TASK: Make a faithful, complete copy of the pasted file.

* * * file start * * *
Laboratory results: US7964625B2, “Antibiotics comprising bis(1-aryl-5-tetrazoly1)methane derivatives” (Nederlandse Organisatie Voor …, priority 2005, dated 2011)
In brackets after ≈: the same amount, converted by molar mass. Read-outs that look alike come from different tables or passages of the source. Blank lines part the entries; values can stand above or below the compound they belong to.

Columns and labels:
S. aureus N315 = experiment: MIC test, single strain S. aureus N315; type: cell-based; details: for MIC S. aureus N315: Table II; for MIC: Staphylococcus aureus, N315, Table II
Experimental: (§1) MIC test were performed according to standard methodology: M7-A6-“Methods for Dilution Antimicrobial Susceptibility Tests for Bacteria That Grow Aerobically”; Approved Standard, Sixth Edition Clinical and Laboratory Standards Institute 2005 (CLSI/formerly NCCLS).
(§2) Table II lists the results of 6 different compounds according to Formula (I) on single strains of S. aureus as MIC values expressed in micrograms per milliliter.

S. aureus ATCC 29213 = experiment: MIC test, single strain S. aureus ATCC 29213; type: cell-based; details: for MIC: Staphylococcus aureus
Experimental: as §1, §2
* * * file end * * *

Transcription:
Laboratory results: US7964625B2, “Antibiotics comprising bis(1-aryl-5-tetrazoly1)methane derivatives” (Nederlandse Organisatie Voor …, priority 2005, dated 2011)
In brackets after ≈: the same amount, converted by molar mass. Read-outs that look alike come from different tables or passages of the source. Blank lines part the entries; values can stand above or below the compound they belong to.

Columns and labels:
S. aureus N315 = experiment: MIC test, single strain S. aureus N315; type: cell-based; details: for MIC S. aureus N315: Table II; for MIC: Staphylococcus aureus, N315, Table II
Experimental: (§1) MIC test were performed according to standard methodology: M7-A6-“Methods for Dilution Antimicrobial Susceptibility Tests for Bacteria That Grow Aerobically”; Approved Standard, Sixth Edition Clinical and Laboratory Standards Institute 2005 (CLSI/formerly NCCLS).
(§2) Table II lists the results of 6 different compounds according to Formula (I) on single strains of S. aureus as MIC values expressed in micrograms per milliliter.

S. aureus ATCC 29213 = experiment: MIC test, single strain S. aureus ATCC 29213; type: cell-based; details: for MIC: Staphylococcus aureus
Experimental: as §1, §2